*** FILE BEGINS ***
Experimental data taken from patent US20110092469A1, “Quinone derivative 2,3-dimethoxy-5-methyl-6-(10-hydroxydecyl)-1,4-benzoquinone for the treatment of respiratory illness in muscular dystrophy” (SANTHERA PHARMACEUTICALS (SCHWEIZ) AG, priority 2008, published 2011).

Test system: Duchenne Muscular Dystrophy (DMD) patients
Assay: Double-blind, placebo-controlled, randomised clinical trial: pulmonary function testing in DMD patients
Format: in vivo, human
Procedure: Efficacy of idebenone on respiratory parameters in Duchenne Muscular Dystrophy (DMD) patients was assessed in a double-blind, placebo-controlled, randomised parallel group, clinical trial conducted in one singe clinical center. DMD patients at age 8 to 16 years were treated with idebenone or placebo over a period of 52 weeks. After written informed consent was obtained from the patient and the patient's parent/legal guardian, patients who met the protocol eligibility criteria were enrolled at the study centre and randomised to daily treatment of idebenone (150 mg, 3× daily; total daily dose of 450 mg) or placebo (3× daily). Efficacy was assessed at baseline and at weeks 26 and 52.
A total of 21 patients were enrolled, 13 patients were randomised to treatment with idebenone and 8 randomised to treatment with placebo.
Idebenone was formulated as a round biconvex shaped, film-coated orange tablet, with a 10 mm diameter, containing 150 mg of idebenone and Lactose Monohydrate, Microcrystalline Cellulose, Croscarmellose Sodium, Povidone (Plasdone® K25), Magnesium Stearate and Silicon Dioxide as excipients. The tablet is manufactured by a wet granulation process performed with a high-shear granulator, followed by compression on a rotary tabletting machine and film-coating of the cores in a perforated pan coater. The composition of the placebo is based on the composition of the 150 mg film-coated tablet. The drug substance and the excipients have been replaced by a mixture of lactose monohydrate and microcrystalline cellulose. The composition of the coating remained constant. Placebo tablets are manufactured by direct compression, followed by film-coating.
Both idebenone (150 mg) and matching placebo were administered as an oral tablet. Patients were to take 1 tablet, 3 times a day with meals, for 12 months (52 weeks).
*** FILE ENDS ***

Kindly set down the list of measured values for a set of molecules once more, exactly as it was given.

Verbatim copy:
Experimental data taken from patent US20110092469A1, “Quinone derivative 2,3-dimethoxy-5-methyl-6-(10-hydroxydecyl)-1,4-benzoquinone for the treatment of respiratory illness in muscular dystrophy” (SANTHERA PHARMACEUTICALS (SCHWEIZ) AG, priority 2008, published 2011).

Test system: Duchenne Muscular Dystrophy (DMD) patients
Assay: Double-blind, placebo-controlled, randomised clinical trial: pulmonary function testing in DMD patients
Format: in vivo, human
Procedure: Efficacy of idebenone on respiratory parameters in Duchenne Muscular Dystrophy (DMD) patients was assessed in a double-blind, placebo-controlled, randomised parallel group, clinical trial conducted in one singe clinical center. DMD patients at age 8 to 16 years were treated with idebenone or placebo over a period of 52 weeks. After written informed consent was obtained from the patient and the patient's parent/legal guardian, patients who met the protocol eligibility criteria were enrolled at the study centre and randomised to daily treatment of idebenone (150 mg, 3× daily; total daily dose of 450 mg) or placebo (3× daily). Efficacy was assessed at baseline and at weeks 26 and 52.
A total of 21 patients were enrolled, 13 patients were randomised to treatment with idebenone and 8 randomised to treatment with placebo.
Idebenone was formulated as a round biconvex shaped, film-coated orange tablet, with a 10 mm diameter, containing 150 mg of idebenone and Lactose Monohydrate, Microcrystalline Cellulose, Croscarmellose Sodium, Povidone (Plasdone® K25), Magnesium Stearate and Silicon Dioxide as excipients. The tablet is manufactured by a wet granulation process performed with a high-shear granulator, followed by compression on a rotary tabletting machine and film-coating of the cores in a perforated pan coater. The composition of the placebo is based on the composition of the 150 mg film-coated tablet. The drug substance and the excipients have been replaced by a mixture of lactose monohydrate and microcrystalline cellulose. The composition of the coating remained constant. Placebo tablets are manufactured by direct compression, followed by film-coating.
Both idebenone (150 mg) and matching placebo were administered as an oral tablet. Patients were to take 1 tablet, 3 times a day with meals, for 12 months (52 weeks).